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SPECIAL REPORT / CROSSING THE LINE

Crossing the Line

A Los Angeles Times Profit-Sharing Arrangement With Staples Center Fuels a Firestorm of Protest in the Newsroom--and a Debate About Journalistic Ethics

December 20, 1999|DAVID SHAW | Times Staff Writer

One could argue that the Festival of Books warrants coverage as a newsworthy event because it draws more than 100,000 people. The same might be said of the heavy coverage given to the paper's ambitious "Reading by 9" program because teaching children to read is such a worthy objective. But Leo Wolinsky is one of a growing number of Times journalists who thinks the paper's coverage of all its own events and programs has become unseemly.

"As a former city editor . . . I know the number of requests we get for coverage of all kinds of events like these" that aren't sponsored by The Times, he says. "How many do we cover? None. . . . The paper was becoming somewhat self-promotional."

Devising Regulations

Parks says he realizes that coverage of these events has "grown without sufficient reflection about what's proportional, what's appropriate." He says he also recognizes the other risks involved in the various events The Times now sponsors.

In the aftermath of the Staples affair, as part of a massive reexamination of many potentially troublesome activities at the paper, The Times has developed a new set of principles and guidelines designed to eliminate many of these problems. The principles and guidelines are the product of suggestions by several dozen members of the newsroom staff. They were developed in response to Downing's request at the Oct. 28 meeting in the cafeteria, and they were approved by her and Parks after consultations with designated members of the editorial department, as well as several experts outside the paper. The principles were published in The Times on Sunday; the guidelines are being distributed to every employee at the paper. Among the many provisions and prohibitions in the guidelines is this one: "Coverage of events in which The Times or its officers are involved will be evaluated on news value alone." (Translation: Among other things, The Times won't publish 13 stories on next year's Investment Strategies Conference.) The guidelines also say the editorial department "may not be involved in managing or promoting" Times-sponsored events. (Translation: Petruno, Ward and others at the paper can go back to being full-time journalists, although they can appear as speakers or panelists.) One of the first guidelines on the list says, "If the publisher decides to enter into joint ventures, partnerships or sponsorships with other organizations, the publisher will fully and promptly disclose the nature of the relationship to the editor. (Translation: Next time Downing will tell Parks what she's doing.)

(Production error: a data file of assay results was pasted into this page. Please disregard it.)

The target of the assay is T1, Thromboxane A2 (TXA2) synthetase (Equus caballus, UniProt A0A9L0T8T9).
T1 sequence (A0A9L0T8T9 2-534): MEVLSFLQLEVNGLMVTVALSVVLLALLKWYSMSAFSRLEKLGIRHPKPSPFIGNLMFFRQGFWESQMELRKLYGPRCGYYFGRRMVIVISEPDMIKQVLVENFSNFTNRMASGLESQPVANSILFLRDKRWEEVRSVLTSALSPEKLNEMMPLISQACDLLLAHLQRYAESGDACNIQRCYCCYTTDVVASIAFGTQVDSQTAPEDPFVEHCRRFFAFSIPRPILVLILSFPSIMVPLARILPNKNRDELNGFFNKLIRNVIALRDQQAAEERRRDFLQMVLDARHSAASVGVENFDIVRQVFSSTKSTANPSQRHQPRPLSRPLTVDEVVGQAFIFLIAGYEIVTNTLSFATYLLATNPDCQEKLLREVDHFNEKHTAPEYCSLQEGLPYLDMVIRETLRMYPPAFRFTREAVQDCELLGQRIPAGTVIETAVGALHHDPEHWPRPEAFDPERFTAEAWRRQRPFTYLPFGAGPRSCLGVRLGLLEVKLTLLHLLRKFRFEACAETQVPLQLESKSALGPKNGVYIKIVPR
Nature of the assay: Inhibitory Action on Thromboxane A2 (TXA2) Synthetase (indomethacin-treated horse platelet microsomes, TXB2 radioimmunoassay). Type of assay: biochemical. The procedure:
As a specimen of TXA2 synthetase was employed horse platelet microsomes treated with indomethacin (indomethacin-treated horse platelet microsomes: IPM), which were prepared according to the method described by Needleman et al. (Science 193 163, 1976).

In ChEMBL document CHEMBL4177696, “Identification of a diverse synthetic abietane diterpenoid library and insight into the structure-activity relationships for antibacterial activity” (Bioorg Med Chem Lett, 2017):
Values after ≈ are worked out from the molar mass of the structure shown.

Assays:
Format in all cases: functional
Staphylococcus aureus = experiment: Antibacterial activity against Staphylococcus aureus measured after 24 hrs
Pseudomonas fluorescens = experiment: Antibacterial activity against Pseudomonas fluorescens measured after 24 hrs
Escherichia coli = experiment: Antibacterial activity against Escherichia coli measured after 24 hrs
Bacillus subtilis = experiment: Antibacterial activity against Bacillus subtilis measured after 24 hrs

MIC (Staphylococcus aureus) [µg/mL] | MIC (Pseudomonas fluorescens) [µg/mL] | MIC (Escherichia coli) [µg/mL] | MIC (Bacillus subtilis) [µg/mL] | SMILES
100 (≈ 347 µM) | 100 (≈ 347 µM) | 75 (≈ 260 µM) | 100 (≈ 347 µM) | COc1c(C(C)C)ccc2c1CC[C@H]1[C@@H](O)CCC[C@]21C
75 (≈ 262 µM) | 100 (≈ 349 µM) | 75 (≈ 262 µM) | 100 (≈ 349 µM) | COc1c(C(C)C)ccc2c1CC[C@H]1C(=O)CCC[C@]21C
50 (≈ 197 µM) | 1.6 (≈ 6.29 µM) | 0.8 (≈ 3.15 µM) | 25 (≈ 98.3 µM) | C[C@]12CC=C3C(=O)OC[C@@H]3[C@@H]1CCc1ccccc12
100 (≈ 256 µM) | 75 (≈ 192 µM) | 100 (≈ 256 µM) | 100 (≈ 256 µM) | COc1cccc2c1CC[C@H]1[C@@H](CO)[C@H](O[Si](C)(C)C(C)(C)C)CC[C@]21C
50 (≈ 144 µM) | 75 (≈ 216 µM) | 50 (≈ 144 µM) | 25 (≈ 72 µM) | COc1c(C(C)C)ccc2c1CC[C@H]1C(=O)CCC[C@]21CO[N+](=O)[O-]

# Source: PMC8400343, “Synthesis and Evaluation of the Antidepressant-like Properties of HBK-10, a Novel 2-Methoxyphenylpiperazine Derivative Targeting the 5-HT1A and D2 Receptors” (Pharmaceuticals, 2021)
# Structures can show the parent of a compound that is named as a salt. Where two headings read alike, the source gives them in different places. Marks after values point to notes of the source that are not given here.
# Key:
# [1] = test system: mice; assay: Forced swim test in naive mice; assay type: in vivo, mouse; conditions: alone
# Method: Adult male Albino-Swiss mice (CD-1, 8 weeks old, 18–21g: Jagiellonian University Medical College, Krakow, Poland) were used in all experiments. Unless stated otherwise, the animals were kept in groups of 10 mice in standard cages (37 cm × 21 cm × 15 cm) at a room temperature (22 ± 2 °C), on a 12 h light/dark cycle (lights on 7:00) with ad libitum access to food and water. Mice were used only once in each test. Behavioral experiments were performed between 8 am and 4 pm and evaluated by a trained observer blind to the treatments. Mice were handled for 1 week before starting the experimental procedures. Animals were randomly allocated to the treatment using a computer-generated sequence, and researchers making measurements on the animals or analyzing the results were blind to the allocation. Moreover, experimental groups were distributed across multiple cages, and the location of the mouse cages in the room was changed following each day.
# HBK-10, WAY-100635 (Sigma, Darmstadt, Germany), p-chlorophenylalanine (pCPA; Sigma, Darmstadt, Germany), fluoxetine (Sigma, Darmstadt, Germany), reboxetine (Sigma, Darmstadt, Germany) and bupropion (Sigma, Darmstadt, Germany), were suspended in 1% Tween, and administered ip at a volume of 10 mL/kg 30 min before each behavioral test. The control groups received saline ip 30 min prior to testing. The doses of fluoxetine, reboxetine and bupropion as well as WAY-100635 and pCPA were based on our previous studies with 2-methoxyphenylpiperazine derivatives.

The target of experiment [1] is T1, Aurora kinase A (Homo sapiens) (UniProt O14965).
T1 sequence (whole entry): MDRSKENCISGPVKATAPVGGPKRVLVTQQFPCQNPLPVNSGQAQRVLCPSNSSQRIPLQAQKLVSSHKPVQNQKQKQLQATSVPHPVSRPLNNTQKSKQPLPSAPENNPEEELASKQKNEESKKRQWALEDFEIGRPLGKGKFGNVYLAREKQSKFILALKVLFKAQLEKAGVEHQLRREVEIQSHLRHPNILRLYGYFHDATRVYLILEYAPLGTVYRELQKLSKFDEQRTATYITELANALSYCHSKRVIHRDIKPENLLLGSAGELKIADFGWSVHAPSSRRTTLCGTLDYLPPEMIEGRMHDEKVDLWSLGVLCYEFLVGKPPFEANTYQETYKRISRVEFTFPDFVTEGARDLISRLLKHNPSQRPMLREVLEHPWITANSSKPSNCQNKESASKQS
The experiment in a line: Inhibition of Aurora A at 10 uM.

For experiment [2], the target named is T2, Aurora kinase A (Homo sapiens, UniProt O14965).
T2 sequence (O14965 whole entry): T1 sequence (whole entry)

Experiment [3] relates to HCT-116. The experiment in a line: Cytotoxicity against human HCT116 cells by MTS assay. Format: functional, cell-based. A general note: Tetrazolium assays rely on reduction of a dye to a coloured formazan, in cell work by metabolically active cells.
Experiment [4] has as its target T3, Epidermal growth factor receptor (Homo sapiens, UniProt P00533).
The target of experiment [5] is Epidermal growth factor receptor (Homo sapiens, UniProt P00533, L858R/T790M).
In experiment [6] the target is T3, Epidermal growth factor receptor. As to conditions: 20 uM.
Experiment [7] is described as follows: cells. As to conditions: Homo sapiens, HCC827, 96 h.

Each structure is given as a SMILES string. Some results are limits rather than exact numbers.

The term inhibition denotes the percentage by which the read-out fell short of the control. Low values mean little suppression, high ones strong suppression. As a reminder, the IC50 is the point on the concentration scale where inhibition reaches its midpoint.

For the Record
Los Angeles Times Monday December 27, 1999 Home Edition Part A Page 3 Metro Desk 2 inches; 39 words Type of Material: Correction
Investment conference--Participants in the Philadelphia Inquirer investment conference are selected by members of the paper's newsroom staff but, contrary to what was reported in The Times last Monday, they are invited by Morningstar, the co-sponsor of the conference.

But why did it take the Staples controversy to trigger this reexamination? For all its recent problems, The Times is still widely regarded as one of the three or four best newspapers in the country. A nationwide poll of editors published last month in the Columbia Journalism Review ranked the paper fourth--just behind the Washington Post and Wall Street Journal and well ahead of the fifth-ranked paper (the Dallas Morning News), all of them trailing the New York Times by a substantial margin. If the three other top papers--the only papers that the L.A. Times really regards as its peer-group competitors--all decided from the beginning that editorial involvement in (and significant news coverage of) their own promotional events was inappropriate, why did it take The Times so long to reach the same conclusion?

In fairness, it should be noted that three of the events--the Investment Strategies Conference, the Travel Show and the Festival of Books--began before Parks became editor. The paper had been dealing with various questions "under the rubric of ethical standards . . . one by one," he says, and the Staples controversy has "given us the opportunity to stand back and look at the whole set and say we want to be in a much different and much better place in terms of what we will do and what we will avoid."

There may be other answers as well--one of them perhaps growing out of the unique challenge that Los Angeles presents to Times management. This metropolitan area is so sprawling, so geographically diffuse and culturally diverse--with so many different communities of interest, large populations of immigrants and strong suburban competitors spread over so much territory--that it is almost certainly the most difficult metropolitan market in the country in which to publish a successful daily newspaper. The Times reaches less than 25% of the homes in the Los Angeles-Orange County area; the Washington Post penetration rate, for one, is more than twice as high. Willes has been very clear about wanting to "reinvent" the newspaper to meet the challenges of the 21st Century in this market, and toward that end, the Los Angeles Times is experimenting in ways that others either won't or don't have to try . . . yet.

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